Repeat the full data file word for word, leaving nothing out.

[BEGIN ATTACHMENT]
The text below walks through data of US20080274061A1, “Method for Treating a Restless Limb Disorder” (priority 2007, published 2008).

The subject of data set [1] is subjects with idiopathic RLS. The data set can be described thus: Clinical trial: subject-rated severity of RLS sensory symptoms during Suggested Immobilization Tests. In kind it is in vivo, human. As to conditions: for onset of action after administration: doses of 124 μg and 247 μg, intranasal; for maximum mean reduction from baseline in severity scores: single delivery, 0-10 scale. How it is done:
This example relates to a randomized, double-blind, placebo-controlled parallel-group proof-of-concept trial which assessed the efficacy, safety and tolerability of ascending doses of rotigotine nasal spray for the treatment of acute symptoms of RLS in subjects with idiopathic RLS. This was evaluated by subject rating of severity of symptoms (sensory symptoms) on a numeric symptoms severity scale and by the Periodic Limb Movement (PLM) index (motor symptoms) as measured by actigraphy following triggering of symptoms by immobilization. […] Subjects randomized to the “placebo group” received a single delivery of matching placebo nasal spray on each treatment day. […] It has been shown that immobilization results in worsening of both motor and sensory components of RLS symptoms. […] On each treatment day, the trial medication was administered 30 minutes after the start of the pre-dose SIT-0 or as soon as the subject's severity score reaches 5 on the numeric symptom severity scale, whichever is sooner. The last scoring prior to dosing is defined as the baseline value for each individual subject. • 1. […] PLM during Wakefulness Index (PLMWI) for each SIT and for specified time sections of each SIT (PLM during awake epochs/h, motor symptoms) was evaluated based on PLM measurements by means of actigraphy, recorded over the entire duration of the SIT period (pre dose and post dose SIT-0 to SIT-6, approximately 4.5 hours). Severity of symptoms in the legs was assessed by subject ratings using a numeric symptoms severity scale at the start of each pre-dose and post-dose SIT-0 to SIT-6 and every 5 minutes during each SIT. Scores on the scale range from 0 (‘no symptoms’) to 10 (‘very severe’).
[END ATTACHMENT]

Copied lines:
The text below walks through data of US20080274061A1, “Method for Treating a Restless Limb Disorder” (priority 2007, published 2008).

The subject of data set [1] is subjects with idiopathic RLS. The data set can be described thus: Clinical trial: subject-rated severity of RLS sensory symptoms during Suggested Immobilization Tests. In kind it is in vivo, human. As to conditions: for onset of action after administration: doses of 124 μg and 247 μg, intranasal; for maximum mean reduction from baseline in severity scores: single delivery, 0-10 scale. How it is done:
This example relates to a randomized, double-blind, placebo-controlled parallel-group proof-of-concept trial which assessed the efficacy, safety and tolerability of ascending doses of rotigotine nasal spray for the treatment of acute symptoms of RLS in subjects with idiopathic RLS. This was evaluated by subject rating of severity of symptoms (sensory symptoms) on a numeric symptoms severity scale and by the Periodic Limb Movement (PLM) index (motor symptoms) as measured by actigraphy following triggering of symptoms by immobilization. […] Subjects randomized to the “placebo group” received a single delivery of matching placebo nasal spray on each treatment day. […] It has been shown that immobilization results in worsening of both motor and sensory components of RLS symptoms. […] On each treatment day, the trial medication was administered 30 minutes after the start of the pre-dose SIT-0 or as soon as the subject's severity score reaches 5 on the numeric symptom severity scale, whichever is sooner. The last scoring prior to dosing is defined as the baseline value for each individual subject. • 1. […] PLM during Wakefulness Index (PLMWI) for each SIT and for specified time sections of each SIT (PLM during awake epochs/h, motor symptoms) was evaluated based on PLM measurements by means of actigraphy, recorded over the entire duration of the SIT period (pre dose and post dose SIT-0 to SIT-6, approximately 4.5 hours). Severity of symptoms in the legs was assessed by subject ratings using a numeric symptoms severity scale at the start of each pre-dose and post-dose SIT-0 to SIT-6 and every 5 minutes during each SIT. Scores on the scale range from 0 (‘no symptoms’) to 10 (‘very severe’).